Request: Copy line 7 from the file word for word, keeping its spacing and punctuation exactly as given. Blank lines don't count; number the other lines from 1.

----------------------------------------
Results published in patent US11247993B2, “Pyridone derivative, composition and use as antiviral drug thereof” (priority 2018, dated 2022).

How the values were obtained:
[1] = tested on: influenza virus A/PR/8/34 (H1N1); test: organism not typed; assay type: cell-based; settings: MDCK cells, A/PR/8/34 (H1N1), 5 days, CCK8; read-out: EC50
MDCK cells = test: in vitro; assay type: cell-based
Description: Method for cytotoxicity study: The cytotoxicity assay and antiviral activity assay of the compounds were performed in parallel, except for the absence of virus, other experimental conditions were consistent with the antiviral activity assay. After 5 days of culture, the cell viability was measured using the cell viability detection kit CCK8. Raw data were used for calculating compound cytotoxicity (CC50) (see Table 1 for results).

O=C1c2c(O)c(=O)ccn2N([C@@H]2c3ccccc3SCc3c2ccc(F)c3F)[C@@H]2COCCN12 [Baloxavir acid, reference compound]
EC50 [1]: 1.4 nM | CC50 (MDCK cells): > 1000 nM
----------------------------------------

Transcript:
EC50 [1]: 1.4 nM | CC50 (MDCK cells): > 1000 nM